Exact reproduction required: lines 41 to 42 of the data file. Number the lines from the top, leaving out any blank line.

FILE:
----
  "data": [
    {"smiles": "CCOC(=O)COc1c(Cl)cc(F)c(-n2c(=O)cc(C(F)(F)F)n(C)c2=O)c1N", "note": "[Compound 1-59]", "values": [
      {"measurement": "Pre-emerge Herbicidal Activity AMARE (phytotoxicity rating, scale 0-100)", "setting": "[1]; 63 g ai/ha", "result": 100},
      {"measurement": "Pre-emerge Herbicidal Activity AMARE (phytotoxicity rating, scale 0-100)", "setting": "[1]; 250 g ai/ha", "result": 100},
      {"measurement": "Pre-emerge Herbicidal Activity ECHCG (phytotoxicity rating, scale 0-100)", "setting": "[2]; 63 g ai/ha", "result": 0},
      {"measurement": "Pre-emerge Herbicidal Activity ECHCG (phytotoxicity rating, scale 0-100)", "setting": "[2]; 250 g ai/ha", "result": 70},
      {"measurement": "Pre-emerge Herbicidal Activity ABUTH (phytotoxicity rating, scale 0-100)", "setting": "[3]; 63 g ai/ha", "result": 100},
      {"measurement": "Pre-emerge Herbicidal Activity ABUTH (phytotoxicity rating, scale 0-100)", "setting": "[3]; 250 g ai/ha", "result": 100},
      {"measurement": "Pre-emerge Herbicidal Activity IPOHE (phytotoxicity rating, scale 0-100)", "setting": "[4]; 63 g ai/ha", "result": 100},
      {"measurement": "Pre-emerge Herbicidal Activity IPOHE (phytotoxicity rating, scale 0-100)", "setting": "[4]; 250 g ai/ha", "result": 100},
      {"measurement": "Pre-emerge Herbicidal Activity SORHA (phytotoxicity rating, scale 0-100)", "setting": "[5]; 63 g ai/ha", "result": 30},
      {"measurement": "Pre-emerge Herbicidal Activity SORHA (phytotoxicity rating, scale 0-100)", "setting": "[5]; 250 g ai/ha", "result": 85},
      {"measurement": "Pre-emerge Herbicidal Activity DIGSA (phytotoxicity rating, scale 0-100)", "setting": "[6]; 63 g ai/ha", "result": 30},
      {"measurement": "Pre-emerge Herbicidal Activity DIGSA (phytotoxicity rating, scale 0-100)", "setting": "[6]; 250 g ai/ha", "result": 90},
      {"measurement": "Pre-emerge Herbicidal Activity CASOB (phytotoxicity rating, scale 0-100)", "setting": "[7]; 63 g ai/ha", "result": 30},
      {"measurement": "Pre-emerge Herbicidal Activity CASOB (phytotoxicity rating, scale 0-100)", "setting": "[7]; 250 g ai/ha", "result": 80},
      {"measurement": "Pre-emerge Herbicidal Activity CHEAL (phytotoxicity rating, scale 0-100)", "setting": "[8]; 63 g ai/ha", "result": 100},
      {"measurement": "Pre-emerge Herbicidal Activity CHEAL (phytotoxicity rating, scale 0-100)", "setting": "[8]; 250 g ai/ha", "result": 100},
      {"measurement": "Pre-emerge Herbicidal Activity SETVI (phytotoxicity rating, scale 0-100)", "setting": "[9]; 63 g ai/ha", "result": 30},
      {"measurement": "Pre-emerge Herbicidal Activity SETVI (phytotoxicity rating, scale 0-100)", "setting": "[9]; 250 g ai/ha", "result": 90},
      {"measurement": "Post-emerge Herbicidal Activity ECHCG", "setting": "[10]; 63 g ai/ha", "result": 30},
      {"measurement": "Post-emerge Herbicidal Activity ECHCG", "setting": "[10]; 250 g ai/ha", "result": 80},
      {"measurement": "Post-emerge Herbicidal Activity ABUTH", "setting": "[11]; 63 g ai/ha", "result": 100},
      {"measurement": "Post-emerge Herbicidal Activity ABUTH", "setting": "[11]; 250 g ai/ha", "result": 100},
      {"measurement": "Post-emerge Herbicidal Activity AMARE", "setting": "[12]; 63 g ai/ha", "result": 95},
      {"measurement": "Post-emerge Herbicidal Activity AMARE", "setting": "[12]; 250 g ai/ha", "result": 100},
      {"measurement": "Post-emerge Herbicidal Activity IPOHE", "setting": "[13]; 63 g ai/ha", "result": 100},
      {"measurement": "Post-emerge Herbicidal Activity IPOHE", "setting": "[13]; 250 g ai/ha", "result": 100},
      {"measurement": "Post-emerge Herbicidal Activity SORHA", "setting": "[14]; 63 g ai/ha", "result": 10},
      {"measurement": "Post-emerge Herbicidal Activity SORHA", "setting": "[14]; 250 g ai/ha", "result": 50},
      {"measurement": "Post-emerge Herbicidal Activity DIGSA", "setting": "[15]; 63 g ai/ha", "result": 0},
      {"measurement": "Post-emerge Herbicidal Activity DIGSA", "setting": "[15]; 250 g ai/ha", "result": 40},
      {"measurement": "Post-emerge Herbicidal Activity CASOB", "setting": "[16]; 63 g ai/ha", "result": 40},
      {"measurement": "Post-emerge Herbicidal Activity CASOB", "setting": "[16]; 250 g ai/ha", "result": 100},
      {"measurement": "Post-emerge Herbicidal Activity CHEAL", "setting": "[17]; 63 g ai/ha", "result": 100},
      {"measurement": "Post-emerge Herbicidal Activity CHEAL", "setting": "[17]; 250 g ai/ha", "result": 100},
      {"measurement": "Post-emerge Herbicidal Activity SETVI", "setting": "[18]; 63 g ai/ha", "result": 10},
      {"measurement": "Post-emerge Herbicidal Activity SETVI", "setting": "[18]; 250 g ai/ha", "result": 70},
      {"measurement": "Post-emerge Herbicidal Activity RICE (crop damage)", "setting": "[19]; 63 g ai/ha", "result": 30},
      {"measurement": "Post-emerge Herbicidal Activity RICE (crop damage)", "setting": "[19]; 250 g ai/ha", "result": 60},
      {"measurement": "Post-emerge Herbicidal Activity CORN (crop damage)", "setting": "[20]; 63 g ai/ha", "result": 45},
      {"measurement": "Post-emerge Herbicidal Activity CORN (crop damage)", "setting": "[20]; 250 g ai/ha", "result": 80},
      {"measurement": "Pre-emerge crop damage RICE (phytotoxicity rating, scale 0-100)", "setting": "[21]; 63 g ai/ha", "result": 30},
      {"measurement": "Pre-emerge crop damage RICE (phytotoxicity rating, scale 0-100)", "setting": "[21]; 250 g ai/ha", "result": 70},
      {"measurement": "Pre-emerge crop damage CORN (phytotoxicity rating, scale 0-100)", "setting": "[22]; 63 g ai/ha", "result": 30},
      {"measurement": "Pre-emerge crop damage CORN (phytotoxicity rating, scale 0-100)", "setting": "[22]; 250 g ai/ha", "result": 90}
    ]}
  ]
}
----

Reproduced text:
      {"measurement": "Post-emerge Herbicidal Activity CORN (crop damage)", "setting": "[20]; 63 g ai/ha", "result": 45},
      {"measurement": "Post-emerge Herbicidal Activity CORN (crop damage)", "setting": "[20]; 250 g ai/ha", "result": 80},